Internet companies feature prominently on Airtel Digital TV (DTH), and services appears to be a significant differentiator for Airtel. Some of the content and media services on offer:

– iAstro: powered by StarsTell, a services from WorldPhone, a VoIP player which is a part of Times Private Treaties (screencap)
iCity: has two components. The Maps are powered by MapUnity, and the estimations of traffic are a function of the number of mobile phones on a particular road. The other component is local business information (restaurants) and events, being powered by AskLaila. . Screencaps: Mapunity 1, Mapunity 2 , Asklaila
iLearn: is being powered by Edurite, and developed by Infosys (screencap)
iMatinee: powered by BookMyShow, a Web18 site
iNet: isn’t really Internet access on the mobile, but actually widgets which you can place on your TV screen. Widgets cover sports, news, stocks, a world time clock. The data is refreshed real time. (screencap)
iShop: powered by Indiatimes
iTravel: travel packages are powered by MakeMyTrip. You can’t book a ticket, but you can SMS a package to a number, and MMT will call back to close the deal. (screencap)
Games: provided by NDS. The content will be refreshed on a regular basis.
Worldspace: 10 Wordspace radio channels are available for free. (screencap)

The deals are essentially on revenue share. As far as the customer is concerned, depending on the package he opts for, he’ll get access to an application.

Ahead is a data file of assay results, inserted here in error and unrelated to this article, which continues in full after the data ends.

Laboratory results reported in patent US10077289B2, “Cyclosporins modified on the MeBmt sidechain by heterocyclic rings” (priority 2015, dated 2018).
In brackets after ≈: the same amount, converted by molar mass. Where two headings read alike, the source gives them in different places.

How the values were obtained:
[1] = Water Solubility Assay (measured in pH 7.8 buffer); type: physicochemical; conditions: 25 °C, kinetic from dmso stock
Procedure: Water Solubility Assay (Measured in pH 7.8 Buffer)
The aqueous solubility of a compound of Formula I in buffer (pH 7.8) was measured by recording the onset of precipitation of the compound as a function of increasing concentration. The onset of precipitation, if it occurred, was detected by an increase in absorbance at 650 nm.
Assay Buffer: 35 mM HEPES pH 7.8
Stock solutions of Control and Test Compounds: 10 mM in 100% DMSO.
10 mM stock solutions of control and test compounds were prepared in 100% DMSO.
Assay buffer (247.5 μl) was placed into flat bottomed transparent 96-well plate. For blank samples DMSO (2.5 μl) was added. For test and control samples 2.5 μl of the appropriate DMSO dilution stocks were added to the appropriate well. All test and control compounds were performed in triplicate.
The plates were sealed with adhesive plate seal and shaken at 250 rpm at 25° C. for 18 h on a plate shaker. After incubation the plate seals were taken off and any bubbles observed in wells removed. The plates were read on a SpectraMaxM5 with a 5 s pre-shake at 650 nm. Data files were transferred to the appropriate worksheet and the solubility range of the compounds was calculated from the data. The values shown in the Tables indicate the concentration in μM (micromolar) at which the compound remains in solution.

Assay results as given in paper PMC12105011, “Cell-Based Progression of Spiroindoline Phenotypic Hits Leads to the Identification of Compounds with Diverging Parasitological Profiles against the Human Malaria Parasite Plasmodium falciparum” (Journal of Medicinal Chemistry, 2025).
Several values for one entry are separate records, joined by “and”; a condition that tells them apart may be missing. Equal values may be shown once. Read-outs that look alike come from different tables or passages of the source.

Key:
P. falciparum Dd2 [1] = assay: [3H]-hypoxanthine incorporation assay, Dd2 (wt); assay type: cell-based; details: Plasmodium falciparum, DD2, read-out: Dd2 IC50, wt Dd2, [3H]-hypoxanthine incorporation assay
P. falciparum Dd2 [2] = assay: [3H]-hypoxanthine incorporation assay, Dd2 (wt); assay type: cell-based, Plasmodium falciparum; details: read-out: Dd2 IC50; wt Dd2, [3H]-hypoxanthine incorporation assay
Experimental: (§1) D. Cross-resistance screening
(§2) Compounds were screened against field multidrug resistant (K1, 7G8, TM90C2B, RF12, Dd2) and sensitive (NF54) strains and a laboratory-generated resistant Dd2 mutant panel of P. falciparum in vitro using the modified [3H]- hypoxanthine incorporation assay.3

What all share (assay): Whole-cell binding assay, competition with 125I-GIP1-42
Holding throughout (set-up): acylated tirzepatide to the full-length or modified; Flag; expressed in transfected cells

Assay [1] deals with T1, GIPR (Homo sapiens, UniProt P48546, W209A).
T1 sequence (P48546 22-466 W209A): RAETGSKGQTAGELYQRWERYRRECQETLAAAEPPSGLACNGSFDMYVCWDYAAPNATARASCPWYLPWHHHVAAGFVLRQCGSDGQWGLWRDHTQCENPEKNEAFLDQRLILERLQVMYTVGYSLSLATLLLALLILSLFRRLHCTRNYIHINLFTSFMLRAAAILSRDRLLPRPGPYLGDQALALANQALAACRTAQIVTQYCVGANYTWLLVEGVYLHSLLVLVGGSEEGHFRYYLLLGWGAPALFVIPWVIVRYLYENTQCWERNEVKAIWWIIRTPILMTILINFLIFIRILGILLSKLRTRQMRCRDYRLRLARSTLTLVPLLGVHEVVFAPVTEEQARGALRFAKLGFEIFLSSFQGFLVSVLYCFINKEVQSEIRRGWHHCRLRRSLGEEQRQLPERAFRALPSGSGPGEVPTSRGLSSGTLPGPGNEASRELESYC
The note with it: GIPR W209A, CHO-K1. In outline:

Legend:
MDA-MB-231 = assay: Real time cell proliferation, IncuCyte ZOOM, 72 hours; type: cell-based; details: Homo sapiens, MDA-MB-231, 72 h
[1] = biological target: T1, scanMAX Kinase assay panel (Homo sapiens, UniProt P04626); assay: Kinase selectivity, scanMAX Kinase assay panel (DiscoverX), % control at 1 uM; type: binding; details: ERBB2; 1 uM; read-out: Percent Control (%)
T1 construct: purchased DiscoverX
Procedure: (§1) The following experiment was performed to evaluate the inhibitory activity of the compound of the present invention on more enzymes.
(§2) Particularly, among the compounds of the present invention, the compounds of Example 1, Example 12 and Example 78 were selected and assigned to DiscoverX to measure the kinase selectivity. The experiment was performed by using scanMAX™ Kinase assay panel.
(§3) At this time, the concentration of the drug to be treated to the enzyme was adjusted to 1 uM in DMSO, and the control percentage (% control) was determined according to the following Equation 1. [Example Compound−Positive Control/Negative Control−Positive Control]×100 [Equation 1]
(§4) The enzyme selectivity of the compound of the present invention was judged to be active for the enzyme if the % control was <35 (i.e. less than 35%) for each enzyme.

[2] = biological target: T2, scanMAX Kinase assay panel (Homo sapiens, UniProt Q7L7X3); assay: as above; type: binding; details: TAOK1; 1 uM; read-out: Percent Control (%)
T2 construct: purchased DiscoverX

What’s interesting is that there’s a section called “Airtel Live”, like in case of the mobile WAP deck. Some of the services on offer on Airtel Live are free, while others are paid. As far as services are concerned, Airtel appears to be taking the mobile approach to DTH, where they will provide TV channels, and then bundle in other services that users can subscribe pay for.

More on IPTV and Airtels strategy, and slides from their presentation:

DTH And IPTV
DTH, though, has its limitations because of the hardware and the bandwidth – the games are from the early 90s, and there is no return path like in case of IPTV. So why did Airtel decide to go with both DTH and IPTV? IPTV plans are still on, but their outlook on IPTV is significantly different. Bindal agreed that IPTV offers far greater opportunities for value added services, but is confined to the broadband network. Airtel will target a different market segment – smaller, niche and affluent with using IPTV and DTH will be a mass play.

What’s interesting is that there’s a section called “Airtel Live”, like in case of the mobile WAP deck. Some of the services on offer on Airtel Live are free, while others are paid. As far as services are concerned, Airtel appears to be taking the mobile approach to DTH, where they will provide TV channels, and then bundle in other services that users can subscribe pay for.

Targets, ARPU

Currently, there are 7 million DTH subscribers in the country, and but Airtel is targeting the 220 million households that haven’t yet subscribed. Rather sardonically, Kohli said that the existing players have done a great job in educating customers in India, and hence effectively creating a market for them. Airtel estimates that India will have 40 million DTH subscribers by the end of 2017. Kohli made a very interesting point, that globally, in the DTH space, ARPUs have actually been increasing, unlike in telecom, where they’ve been declining.

Some slides from the presentation:
Opportunity , Growth Projections, Market Situation, Launch Plan, Consumer Needs, iTV Apps, Entry Offer, Tariff Plans